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Urgent Care Diagnosis and Management of Urinary Tract Infections in Adults
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Publication Date: September 2022 (Volume 1, Number 6)

CME Credits: 4 AMA PRA Category 1 Credits™. CME expires 09/01/2025.

Specialty CME: Included as part of the 4 credits, this CME activity is eligible for 3 Pharmacology CME credits, subject to your state and institutional requirements.

Editor-in-Chief & Update Author

Keith A. Pochick, MD, FACEP
Attending Physician, Urgent Care, Charlotte, NC

Urgent Care Peer Reviewer

Cesar Mora Jaramillo, MD, FAAFP, FCUCM
Associate Medical Director of Express at Providence Community Health Centers; Clinical Assistant Professor, Department of Family Medicine; Brown University; Providence, RI

Pharmacology Peer Reviewer

Aimee Mishler, PharmD, BCPS
Emergency Medicine Pharmacist, Program Director, PGY2 EM Pharmacy Residency, Valleywise Health, Phoenix, AI

Original Authors

Jessica Best, MD
Department of Emergency Medicine, University of Texas Southwestern at Austin, Austin, TX
Derek Ou, MD
Department of Emergency Medicine, University Medical Center Brackenridge, Austin, TX
Andrew David Kitlowski, MD
Department of Emergency Medicine, University of Texas Southwestern at Austin, Austin, TX
John Bedolla, MD
Department of Emergency Medicine, University of Texas Southwestern at Austin, Austin, TX

Original Peer Reviewers

Lauren Grossman, MD, SM
First Choice ER, Arvada, CO
Nicole Lazarciuc, MD, MPH
Department of Emergency Medicine, Icahn School of Medicine at Mount Sinai, New York, NY

Case Presentations

CASE 1
A 21-year-old woman presents to UC with dysuria…
  • She describes 3 days of dysuria and urgency. She also reports mild suprapubic pain.
  • Before prescribing antibiotics, you decide to ask the patient if she is experiencing any gynecologic symptoms...
CASE 2
A 38-year-old woman presents to UC with a persistent fever after a recent UTI, despite being on her second course of antibiotics…
  • She complains of nagging left-sided back pain.
  • The patient is afebrile after taking ibuprofen prior to arrival. She is well appearing and her vital signs are normal except for slight tachycardia. Her history includes kidney stones and a tubal ligation.
  • You consider antibiotic resistance, but wonder if there is more going on here…
CASE 3
A 23-year-old woman arrives in the UC clinic with fever, left flank pain, and recent dysuria...
  • The patient denies any previous medical problems and has no other complaints.
  • She is afebrile and her heart rate is 90 beats/min.
  • She has slight costovertebral angle tenderness on the left.
  • You suspect UTI, but wonder if you should have concern for something else…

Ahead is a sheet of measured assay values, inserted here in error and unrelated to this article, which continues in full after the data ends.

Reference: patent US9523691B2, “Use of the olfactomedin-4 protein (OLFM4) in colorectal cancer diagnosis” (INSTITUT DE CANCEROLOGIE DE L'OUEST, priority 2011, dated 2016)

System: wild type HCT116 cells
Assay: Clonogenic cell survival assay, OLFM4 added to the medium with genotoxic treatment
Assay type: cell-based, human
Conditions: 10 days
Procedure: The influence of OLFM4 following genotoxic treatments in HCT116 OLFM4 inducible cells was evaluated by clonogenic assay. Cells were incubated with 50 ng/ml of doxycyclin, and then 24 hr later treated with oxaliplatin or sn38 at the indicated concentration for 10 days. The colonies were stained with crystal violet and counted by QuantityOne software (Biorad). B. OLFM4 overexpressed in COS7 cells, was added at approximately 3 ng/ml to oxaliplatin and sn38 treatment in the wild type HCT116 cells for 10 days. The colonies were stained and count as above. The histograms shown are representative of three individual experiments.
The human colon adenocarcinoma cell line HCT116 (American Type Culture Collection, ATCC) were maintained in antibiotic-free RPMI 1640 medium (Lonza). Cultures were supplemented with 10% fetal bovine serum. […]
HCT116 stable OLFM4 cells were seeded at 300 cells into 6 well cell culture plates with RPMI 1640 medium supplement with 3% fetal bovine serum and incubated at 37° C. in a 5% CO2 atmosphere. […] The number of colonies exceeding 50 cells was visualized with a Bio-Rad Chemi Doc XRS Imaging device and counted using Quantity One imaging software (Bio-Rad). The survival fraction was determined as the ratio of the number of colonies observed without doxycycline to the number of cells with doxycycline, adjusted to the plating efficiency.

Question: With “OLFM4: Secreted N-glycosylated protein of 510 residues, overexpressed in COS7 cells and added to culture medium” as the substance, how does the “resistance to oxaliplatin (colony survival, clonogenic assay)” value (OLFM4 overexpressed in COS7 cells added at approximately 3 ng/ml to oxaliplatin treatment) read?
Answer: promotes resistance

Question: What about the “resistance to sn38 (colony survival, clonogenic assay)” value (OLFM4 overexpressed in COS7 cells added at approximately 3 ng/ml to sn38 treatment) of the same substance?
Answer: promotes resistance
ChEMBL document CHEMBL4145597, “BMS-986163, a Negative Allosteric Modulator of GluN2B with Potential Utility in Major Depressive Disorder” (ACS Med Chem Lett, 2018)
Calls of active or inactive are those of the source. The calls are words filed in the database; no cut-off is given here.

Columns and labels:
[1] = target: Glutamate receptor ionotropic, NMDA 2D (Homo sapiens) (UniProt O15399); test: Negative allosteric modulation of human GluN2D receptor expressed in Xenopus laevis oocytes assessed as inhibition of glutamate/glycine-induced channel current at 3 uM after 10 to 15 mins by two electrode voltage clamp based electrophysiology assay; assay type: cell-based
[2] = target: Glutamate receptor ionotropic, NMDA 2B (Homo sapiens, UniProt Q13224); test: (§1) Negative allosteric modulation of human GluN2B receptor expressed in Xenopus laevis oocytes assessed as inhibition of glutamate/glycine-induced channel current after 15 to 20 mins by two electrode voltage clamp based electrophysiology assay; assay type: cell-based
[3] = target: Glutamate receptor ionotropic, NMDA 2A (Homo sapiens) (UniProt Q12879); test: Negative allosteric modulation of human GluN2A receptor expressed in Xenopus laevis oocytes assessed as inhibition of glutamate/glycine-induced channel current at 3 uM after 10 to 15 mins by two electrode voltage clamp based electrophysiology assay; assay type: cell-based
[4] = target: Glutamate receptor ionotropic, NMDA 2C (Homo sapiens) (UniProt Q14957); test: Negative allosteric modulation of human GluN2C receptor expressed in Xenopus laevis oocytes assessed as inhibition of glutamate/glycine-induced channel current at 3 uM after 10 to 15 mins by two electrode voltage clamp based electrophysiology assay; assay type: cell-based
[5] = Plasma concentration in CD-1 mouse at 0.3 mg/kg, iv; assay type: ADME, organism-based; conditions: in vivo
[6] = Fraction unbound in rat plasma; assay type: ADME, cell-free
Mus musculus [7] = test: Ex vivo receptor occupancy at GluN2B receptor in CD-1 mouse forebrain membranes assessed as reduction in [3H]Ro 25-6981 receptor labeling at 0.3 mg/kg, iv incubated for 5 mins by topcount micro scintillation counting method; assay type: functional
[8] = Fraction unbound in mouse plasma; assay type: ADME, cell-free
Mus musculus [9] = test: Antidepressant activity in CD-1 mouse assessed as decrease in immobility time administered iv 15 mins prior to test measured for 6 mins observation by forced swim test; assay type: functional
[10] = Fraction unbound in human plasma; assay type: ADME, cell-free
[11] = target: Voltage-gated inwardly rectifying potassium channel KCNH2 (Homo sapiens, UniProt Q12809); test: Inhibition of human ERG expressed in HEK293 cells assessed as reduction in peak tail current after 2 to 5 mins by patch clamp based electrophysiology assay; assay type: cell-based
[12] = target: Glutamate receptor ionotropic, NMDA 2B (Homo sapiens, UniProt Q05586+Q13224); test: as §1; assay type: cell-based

How would you manage these patients? Subscribe for evidence-based best practices and to discover the outcomes.

Introduction

Urinary tract infections (UTIs) represent a heterogeneous group of disorders involving infection of all or part of the urinary tract. In the United States, UTIs result in more than 10 million outpatient healthcare encounters and approximately 1 million emergency department (ED) visits each year.1 Females are much more commonly affected than males. While the diagnosis and treatment of UTIs may seem like routine tasks for urgent care (UC) clinicians, effective management of the full spectrum of urinary tract conditions and their mimics presents a variety of challenges. Proper management of UTIs will decrease treatment failures, bouncebacks, and complications. By being familiar with atypical presentations and knowing when more extensive workup is indicated, clinicians can optimize outcomes and minimize errors in the management of UTI.

UTIs are divided into those involving the lower tract and those involving the upper tract. Lower tract infection is confined primarily to the urinary bladder and is termed cystitis. Infection of the upper urinary tract is termed pyelonephritis and indicates involvement of the kidney and ureter. Pyelonephritis is characteristically more severe than cystitis, and patients with pyelonephritis frequently have systemic symptoms and appear more ill.

UTIs are also classified as uncomplicated versus complicated. This classification is not specifically anatomic or physiologic, but more generally attempts to discern which patients are most likely to recover uneventfully with therapy (uncomplicated) versus patients who are at an increased risk of treatment failure (complicated). Patient comorbidities are the primary determinants of whether a UTI is complicated versus uncomplicated.2

The frequency and relatively benign course of most UTIs may lull UC clinicians into the false perception that these are always simple cases. While most UTIs are straightforward to diagnose, patient comorbidities, local bacterial susceptibility patterns, and available antibiotic choices and costs must be considered to ensure an optimal outcome.

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